Betty Duffy

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Tuesday, June 29, 2010

Yes, Michigan!

We left behind oppressive humidity, intermittent flooding and sporadic rainbows—the kind of weather that makes everyone feel guilty for being as irritable as they are. There are rainbows, which should soothe the high strung nerves and short tempers brought on by the heat, but the rainbow rarely does more than draw the soul-weary out of the air conditioner to strain their eyes at the sky, wondering where the rainbow ends, and what this rainbow might mean.

Kissing my husband goodbye in the morning before work, nightgown and tiptoes, drinkable air and a rainbow must mean something; we’re special, we’re blessed, yet the following day it doesn't spare us the "packing up the car for vacation” spat. (“Daddy said we weren’t going on vacation, but Mommy was growling around for awhile, and then we went!” Andy said to my mother when we finally arrived—good reason not to argue in front of the kids.)

Getting out of the car eight hours north of home, where there’s no humidity, and the wind bends the dune grass into its own constant arc, and the sun manages to appear at around ten o’clock every morning following coffee in sweatshirts on the porch, it’s impossible to remain embittered about anything. We’re on vacation, and everything is cool.

I’m always suspicious of vacation. This can’t last: my parents, my siblings and our spouses, our children, the eighteen cousins, so many of whom are just barely prepubescent with chubby torsos preparing to sprout into a lithe young adulthood. Another year or two and these kids are going to be too big for this, or too busy. Or we won’t have the place to stay. There are too many variables to consider from one year to the next. And yet, somehow, I’ve been here every summer of my life.

Our lake is ten miles long and three miles wide, and I call it our lake because anyone who comes here considers it their own. People put up signs in front of their cottages that say “The Glens, since 1904” as though their presence in this place over a hundred years ago makes it more theirs than the property of the nouveau riche who have invested millions in the area in the past twenty years or so; small pine and cinder block cottages razed and replaced with vacuous A-frames on granite foundations.

Every year we do the same things, though we’ve forgotten why we do them. We drive to Point Betsie and watch the sunset. We stop at the mineral springs to drink the sulphur water said to contain health-reviving properties. We swim. We hike. We play tennis. Each day a triathalon to offset the ice cream and cherry fritters that are never as good as we remember them being. We drive down Graves Road in the dark and look for deer. And we look in at the three shops in Beulah.

I’m surprised anew each year by how much physical activity I can fit in a day. We stay at my aunt’s house which is the only house at the end of a gravel road in the woods, up on the hill about a quarter mile from the water. Treks to and from the beach, with kids in baby joggers, wet beach towels, books, life jackets, and whatnot are alone enough to leave the glutes throbbing at night. Down the hill: hang onto the stroller for dear life. Up the hill: push the stroller, hungry and tired from swimming. Fall into bed at night, skin tight and dry from the sun, feet smooth from the sand, eyes tired from trying to stay awake while reading, and sixty degree breezes blowing in through the window. “It’s the climate,” my husband says. Morning is Spring, evening is Fall, and the afternoon, from noon to six is a perfect Summer.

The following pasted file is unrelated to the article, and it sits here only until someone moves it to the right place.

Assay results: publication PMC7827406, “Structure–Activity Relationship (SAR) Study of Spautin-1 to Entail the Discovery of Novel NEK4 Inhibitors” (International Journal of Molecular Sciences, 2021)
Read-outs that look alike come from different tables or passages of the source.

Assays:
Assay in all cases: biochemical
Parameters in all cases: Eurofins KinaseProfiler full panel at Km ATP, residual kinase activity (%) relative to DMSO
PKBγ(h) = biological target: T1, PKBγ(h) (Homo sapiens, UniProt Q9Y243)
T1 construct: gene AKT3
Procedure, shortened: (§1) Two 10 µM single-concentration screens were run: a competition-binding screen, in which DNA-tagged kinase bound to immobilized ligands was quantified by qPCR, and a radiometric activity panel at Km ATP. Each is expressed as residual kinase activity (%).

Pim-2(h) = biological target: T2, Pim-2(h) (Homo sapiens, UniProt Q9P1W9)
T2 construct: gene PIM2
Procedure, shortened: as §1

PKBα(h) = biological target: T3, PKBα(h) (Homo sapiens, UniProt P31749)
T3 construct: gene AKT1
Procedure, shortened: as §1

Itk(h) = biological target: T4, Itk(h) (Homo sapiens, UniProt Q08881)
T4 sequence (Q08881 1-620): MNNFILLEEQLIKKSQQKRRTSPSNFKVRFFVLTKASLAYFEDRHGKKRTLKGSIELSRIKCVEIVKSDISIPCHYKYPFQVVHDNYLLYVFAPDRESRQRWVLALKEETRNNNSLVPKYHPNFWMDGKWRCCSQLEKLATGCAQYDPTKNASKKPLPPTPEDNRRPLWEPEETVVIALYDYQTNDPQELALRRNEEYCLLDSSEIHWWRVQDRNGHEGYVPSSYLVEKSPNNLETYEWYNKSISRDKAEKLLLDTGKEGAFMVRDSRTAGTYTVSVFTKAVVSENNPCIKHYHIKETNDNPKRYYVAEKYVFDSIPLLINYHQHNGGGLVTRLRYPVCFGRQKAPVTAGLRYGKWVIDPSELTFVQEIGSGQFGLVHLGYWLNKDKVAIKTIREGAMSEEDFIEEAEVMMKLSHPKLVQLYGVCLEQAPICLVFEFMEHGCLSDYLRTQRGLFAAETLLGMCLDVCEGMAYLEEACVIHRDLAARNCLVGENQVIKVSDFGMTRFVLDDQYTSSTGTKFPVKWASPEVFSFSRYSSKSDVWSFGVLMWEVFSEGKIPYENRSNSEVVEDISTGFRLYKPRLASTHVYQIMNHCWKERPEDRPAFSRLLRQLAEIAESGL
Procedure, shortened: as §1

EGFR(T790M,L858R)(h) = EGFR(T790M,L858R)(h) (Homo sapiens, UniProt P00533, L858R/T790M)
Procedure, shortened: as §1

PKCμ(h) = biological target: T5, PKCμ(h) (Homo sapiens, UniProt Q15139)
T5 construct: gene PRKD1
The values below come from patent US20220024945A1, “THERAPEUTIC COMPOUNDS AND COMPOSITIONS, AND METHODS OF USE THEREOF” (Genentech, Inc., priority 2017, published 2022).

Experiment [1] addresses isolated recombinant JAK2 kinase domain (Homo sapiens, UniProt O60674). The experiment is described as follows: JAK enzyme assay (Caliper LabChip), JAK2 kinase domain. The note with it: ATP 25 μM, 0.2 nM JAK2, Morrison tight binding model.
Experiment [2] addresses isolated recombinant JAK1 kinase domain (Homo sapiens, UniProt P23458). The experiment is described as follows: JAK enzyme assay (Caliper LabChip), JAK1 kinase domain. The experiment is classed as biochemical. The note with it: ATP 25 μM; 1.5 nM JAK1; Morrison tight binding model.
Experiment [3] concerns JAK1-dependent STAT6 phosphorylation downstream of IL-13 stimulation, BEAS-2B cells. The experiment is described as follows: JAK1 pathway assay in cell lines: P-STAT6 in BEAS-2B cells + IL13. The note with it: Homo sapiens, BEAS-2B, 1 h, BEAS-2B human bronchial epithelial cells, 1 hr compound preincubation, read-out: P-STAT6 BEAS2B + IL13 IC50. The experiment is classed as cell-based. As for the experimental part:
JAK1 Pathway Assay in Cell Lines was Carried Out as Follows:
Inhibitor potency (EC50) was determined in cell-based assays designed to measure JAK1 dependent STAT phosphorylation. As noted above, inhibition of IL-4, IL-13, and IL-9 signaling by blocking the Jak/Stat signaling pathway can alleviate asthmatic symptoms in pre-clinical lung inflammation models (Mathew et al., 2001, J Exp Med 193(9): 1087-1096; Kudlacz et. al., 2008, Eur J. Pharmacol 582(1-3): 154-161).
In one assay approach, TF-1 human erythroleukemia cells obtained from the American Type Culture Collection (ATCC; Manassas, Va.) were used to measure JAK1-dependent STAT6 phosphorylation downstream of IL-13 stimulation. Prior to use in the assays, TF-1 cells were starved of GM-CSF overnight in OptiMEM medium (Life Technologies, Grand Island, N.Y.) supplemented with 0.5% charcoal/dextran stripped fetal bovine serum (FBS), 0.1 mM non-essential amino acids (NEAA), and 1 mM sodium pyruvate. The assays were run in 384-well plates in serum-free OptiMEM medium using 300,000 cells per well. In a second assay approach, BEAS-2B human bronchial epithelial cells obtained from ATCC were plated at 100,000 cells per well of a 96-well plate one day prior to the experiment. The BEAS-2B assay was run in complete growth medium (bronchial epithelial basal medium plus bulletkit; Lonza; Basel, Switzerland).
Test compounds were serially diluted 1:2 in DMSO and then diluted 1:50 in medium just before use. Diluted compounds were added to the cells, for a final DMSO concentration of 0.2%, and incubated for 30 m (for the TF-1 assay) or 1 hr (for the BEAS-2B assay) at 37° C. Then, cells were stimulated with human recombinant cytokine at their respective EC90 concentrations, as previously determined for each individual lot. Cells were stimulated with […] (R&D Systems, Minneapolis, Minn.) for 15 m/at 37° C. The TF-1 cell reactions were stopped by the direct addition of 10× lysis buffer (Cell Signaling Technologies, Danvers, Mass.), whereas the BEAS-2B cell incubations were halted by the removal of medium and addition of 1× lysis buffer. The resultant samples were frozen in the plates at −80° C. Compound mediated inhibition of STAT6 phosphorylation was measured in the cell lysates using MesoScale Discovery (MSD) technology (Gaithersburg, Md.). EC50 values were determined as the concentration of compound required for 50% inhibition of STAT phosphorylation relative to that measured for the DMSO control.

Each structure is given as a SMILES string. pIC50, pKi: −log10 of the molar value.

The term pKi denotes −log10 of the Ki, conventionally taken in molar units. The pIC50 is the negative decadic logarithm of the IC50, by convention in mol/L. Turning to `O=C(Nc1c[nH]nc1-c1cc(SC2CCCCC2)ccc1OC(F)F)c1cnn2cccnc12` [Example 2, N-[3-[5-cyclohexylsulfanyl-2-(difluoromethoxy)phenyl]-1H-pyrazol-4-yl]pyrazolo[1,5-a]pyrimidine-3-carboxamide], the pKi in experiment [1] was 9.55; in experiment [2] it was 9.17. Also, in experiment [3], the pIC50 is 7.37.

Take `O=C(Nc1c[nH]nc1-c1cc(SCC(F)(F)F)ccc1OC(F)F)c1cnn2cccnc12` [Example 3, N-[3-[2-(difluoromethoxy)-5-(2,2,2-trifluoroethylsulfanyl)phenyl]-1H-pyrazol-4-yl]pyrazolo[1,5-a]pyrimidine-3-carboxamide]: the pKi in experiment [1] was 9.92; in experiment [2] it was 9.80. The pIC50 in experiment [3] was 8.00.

As the days pass, my oldest son’s jaw, which has been set forward since the end of the school year, begins to recede. He smiles and engages in conversation, which shouldn’t be as big a deal as it is. My kids don’t fight with each other when they’re with their cousins; so much discipline replaced by positive peer pressure. And somehow, everyone becomes uncommonly good-looking as their hair bleaches out, the skin browns, and eyes brighten. My own kids look like palominos crawling on the sand, each muscle set off by sun and shadow.

"The world doesn't owe you a trip to the lake each summer," it's been said. Oh, but it does, I'm afraid.

7 comments:

Rebekka said...

Amen.

There's a lake like this in California, too.

Karly said...

Missed you, Betty, but glad you were having fun. Headed home to MI myself this weekend...growing up there, I think I really took it for granted. (Though you have to live through November-April to get the pleasures of June-September). Loved the image of your children as palominos--it's true!

Anonymous said...

Writing so fine I feel like I should have a cigarette afterward.

Peter and Nancy said...

We just returned from a week at a lake in northern Wisconsin . . . You've captured beautifully so much of our experience!
Nancy

Maria said...

I had only just returned to life on the internet and re-found your blog and started reading again only to find you were on vacation.

I'm glad that you were having such a wonderfully refreshing time and that the vacation was good to you.

I was telling FH the other day that I'm never the same person I was after reading anything that you write. Always been the case, it's still the same.

We pray for you and your family often, now, and hope you can remember us, too. :)

BettyDuffy said...

MARIA! I just returned to life on facebook last night and discovered YOU'RE GETTING MARRIED! So incredibly happy for you.

Adrienne said...

We always went to Onekema when I was a kid, and stayed at a friend's cottage on Lake Michigan. Heavenly, it was just heavenly. My parents now have a little cottage on one of the inland lakes farther south but near where we live, and this summer we've been going out every Sunday (a sneaky Mom's evil plan to create memories).